Theoretical Astrophysics & Cosmology€¦ · We study Modern Cosmology or „Physical...
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Theoretical Astrophysics & CosmologySpring 2015
Lectures: Lucio Mayer & Alexandre RefregierProblem sessions: Andrina Nicola & Aleksandra Sokolowska

Lectures take place at:
Wednesday at ETH: 1315 – room HCI G3
Thursday at ETH: 1214 – room HPV G5
Weekly exercise Classes Two groups:
Friday at ETH: 1416 – room HCI D8 1416 – room HCI H 8.1

Course Guidelineshttp://www.astro.ethz.ch/education/courses/TheoreticalAstrophysicsandCosmologyhttp://www.astro.ethz.ch/education/courses/TheoreticalAstrophysicsandCosmologyTeaching Assistants (For Friday exercise classes):Andrina Nicola ([email protected]) Aleksandra Sokolowska ([email protected])
Exercise sheets and lectures slides downloadable on website.Exercises should be returned to assistants on the week following assignments (solutionswill be discussed by the assistants).
Occasionally the Friday Exercise class will cover extra topics, for example on Astronomical notions (example next week – notion of standard candles for cosmicdistance measurements).
Textbooks (available online, copies of material not available online provided during classes):
H. Mo, F. van den Bosch, S. White (Cambridge)  Galaxy Formation and Evolution
S. Carroll – Lectures on General Relativity (http://arxiv.org/abs/grqc/9712019) + book “An Introduction to General Relativity: Spacetime and Geometry”)
S. Dodelson – Modern Cosmology (Academic Press)
mailto:[email protected]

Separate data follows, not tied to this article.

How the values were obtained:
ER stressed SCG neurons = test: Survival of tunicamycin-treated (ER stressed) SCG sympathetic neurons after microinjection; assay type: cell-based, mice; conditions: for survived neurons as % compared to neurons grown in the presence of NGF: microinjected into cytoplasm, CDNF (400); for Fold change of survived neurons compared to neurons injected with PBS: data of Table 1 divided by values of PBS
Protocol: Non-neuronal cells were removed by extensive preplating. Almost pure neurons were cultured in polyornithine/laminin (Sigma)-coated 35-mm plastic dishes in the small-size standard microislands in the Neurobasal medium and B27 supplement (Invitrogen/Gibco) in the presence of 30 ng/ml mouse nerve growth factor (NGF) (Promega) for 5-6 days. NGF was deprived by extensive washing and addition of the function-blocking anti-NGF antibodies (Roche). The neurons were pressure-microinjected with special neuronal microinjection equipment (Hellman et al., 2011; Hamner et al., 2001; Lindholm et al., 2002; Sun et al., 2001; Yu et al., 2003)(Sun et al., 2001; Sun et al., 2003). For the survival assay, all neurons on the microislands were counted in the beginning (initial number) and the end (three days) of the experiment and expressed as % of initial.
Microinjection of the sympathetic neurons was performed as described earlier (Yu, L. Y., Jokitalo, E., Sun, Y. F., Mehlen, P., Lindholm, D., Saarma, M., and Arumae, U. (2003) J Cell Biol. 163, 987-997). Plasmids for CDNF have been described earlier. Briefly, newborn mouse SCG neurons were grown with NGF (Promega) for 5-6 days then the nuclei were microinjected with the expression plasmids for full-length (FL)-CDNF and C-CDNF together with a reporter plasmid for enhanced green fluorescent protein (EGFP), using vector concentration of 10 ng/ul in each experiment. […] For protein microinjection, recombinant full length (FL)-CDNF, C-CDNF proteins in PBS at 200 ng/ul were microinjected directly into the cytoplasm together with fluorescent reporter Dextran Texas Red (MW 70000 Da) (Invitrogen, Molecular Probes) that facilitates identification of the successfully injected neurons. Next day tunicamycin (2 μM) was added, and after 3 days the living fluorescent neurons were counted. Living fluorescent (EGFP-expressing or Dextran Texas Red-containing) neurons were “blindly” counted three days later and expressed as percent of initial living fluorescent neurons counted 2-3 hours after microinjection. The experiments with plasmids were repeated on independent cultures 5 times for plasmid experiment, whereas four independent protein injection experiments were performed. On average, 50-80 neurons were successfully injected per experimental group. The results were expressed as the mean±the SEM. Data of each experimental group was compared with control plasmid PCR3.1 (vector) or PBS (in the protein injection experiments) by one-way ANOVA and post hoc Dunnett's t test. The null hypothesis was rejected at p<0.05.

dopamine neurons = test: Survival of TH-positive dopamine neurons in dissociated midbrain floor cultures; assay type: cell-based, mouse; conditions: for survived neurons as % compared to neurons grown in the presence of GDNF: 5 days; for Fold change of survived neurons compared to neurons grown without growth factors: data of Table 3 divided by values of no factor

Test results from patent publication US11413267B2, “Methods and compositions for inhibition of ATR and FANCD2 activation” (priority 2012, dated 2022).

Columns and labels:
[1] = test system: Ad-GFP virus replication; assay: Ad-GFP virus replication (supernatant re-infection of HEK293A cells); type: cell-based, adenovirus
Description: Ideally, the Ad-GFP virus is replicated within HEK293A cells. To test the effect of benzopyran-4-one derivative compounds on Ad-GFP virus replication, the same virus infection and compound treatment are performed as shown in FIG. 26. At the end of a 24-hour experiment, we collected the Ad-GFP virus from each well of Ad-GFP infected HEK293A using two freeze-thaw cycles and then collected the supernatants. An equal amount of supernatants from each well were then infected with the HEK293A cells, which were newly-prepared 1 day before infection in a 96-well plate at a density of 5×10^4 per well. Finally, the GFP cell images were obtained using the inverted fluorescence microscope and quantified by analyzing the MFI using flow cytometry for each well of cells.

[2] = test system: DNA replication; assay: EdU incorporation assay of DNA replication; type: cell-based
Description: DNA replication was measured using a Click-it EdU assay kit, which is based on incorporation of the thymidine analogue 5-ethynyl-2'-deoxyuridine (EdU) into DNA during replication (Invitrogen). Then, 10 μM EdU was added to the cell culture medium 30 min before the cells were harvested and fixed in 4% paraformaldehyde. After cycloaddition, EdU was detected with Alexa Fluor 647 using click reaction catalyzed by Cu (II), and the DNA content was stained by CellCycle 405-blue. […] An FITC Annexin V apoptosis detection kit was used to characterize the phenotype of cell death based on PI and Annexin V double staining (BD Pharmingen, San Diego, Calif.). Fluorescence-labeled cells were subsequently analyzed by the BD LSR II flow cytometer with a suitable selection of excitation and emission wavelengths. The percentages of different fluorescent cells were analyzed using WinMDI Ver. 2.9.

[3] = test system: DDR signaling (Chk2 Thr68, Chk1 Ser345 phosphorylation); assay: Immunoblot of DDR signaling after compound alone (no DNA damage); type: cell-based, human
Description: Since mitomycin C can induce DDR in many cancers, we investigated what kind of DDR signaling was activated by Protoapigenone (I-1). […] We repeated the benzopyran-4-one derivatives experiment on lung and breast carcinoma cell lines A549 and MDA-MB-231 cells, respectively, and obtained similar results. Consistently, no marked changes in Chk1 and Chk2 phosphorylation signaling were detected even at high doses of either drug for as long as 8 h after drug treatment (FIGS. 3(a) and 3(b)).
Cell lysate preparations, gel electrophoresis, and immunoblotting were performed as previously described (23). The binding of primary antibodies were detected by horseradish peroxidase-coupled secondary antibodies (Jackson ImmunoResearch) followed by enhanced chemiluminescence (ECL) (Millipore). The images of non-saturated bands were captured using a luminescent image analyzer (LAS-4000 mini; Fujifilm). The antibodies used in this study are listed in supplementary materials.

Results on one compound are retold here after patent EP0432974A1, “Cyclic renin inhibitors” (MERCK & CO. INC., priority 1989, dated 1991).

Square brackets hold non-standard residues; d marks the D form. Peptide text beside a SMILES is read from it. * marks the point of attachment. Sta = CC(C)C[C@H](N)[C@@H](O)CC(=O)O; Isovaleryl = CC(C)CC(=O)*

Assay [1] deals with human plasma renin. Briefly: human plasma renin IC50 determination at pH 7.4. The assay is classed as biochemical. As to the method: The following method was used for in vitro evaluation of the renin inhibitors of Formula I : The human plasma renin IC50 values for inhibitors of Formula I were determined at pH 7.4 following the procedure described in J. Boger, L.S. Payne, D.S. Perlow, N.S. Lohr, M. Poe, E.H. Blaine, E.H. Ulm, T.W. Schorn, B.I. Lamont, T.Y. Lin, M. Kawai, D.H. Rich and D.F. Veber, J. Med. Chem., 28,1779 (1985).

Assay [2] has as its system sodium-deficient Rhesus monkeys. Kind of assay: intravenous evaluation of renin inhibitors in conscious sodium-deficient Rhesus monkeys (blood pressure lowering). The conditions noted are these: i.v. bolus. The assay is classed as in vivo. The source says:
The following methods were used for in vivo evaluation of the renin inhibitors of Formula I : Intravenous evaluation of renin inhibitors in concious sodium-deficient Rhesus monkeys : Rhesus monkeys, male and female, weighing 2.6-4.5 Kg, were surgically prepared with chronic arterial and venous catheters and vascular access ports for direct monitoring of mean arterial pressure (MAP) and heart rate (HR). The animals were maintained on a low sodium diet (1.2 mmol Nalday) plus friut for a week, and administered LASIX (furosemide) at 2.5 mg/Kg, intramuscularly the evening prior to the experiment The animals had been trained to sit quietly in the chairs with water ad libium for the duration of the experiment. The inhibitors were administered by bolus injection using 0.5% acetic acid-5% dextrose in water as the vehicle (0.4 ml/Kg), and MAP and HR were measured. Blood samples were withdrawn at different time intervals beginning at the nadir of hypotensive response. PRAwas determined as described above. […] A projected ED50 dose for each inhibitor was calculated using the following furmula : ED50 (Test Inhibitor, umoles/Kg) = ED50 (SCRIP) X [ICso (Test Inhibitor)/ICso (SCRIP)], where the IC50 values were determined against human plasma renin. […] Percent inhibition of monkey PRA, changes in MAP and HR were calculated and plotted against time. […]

Course Structure
Part I  The Unperturbed State of the Universe Introduction: dynamics of expanding Universe and its matter/energy content The FRW metric and Friedmann equations The Thermal History of the Universe (Hot Big Bang model) Decoupling and thermodynamics or relic particles Nucleosynthesis and Recombination Introduction to Inflationary Theory
Part II – The Perturbed State of the Universe
Relativistic Cosmological Perturbations Perturbed Boltzmann equation Initial perturbations from inflation Inhomogeneities Anisotropies Newtonian Perturbation treatment

Part III – Extra Topics (time permitting)
Nonlinear evolution of structures Cosmological Probes
Galaxy formation

Theoretical Astrophysics & Cosmology
What is COSMOLOGY?
The study of the Universe as a whole, namely as the collection of its matter/energycomponents and its constituent phenomena, and of its evolution. Cosmology is thus a multidisciplinary science (involves astrophysics, relativistic gravitational physics, particle physics, nuclear physics etc..)